Oof. This whole “talking about books I read” thing feels far more vulnerable this year than in years past. I literally had to ask myself, before downloading this book, whether I really wanted to read it. Even though you’ll have to admit it to the blog?
Because books with “SEX” in the title are taboo in some circles. But what this book is actually about – chastity – is probably taboo in all the rest of them.
One of the main takeaways from this book, for me, is that sex should be more public. Not that we should be doing it in the streets*, but that married couples should talk about the mundane reality of monogamy and the work that goes into sustaining the marriage vows, and dating couples should be more honest about temptations they face and should be recruiting help from their community. So really, it’s more about the Christian community being more willing to talk about sex and our bodies and the choices we are making.
*The only guideline she had around physical boundaries for dating couples is that anything they’d feel comfortable doing in a public space is acceptable. But she was also very clear that these boundaries depend on the two people in a relationship, their histories, their scars, their fears…which means honest conversations about what we each bring to the relationship (and how we can trust God and care for each other) is more important than having a list of Acceptable and Unacceptable behaviors.
Sadly, I didn’t have the chance to practice what I learned in this book – my boyfriend and I broke up in the past month, which is one reason the blog has been somewhat silent. We still respect each other, and hope to be friends eventually, and I am thankful that we made the hard decision to end things now instead of months down the road when it would be more difficult to untangle ourselves from the relationship. (Oh hey, I didn’t mean to blog about this, but everything I said is true, so I’ll let it stand.)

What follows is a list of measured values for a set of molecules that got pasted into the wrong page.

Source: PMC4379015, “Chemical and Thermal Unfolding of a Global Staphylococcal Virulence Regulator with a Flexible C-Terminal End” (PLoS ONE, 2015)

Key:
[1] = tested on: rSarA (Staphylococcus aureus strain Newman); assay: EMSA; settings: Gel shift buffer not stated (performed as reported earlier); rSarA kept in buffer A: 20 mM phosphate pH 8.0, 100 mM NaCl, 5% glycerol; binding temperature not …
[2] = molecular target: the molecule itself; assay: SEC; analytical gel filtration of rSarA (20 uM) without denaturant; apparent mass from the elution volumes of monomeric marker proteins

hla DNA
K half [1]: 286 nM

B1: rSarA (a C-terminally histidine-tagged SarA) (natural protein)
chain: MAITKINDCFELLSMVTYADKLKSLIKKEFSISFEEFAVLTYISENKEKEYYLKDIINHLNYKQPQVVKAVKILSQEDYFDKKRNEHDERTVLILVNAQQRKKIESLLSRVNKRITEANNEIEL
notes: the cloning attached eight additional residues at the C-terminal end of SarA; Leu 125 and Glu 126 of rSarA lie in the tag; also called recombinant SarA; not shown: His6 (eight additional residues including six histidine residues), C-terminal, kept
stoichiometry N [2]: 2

Another interesting tidbit, which I’m probably going to butcher in the recounting, is the ineffectiveness of the True Love Waits initiatives, and other attempts to restrict/repress the teenage libido. Okay, the ineffectiveness isn’t all that surprising to me, but something else WAS effective, though unintentionally. Apparently, young women who participated in team sports were the most capable of maintaining a commitment to chastity (presumably the subset of women who had made this moral commitment). It was because they had “better things” to do with their bodies than have sex, and they had a positive body image – being strong and capable – because of their athletic achievements.
I’ll wrap this up with a quote from the author – taken from this interview that helped persuade me to read the book.
[T]here is a pervasive Gnosticism that continues to dog the church—the sneaking suspicion that our bodies are bad, or that they just don’t matter very much. The screen on which the contemporary church works out its anxieties about bodies is sexuality. Too often, Christian’s aching discomfort with bodies gets transmitted into how we do sex; our anxiety about bodies morphs into a anxiety about, or repugnance of, sexual desire and sexual acts. If we fear our bodies because they are undisciplined and contingent, messy and willful, we then get especially freaked out about sex, which is one of the places where our bodies are most willful and messiest. When the body becomes something to escape from, the sexual body becomes something to vilify. This anxiety about bodies runs counter to the radical embodiment of the Christian story–which unequivocally proclaims that we were created with bodies, that God called our bodies good, that Jesus came as a body, and saved us with His body, and He and we both will be resurrected as bodies.
(I have no haiku for this book because, despite my best efforts, I kept trying to include “this is how we do it,” and there was no way to take myself or the haiku seriously after that.)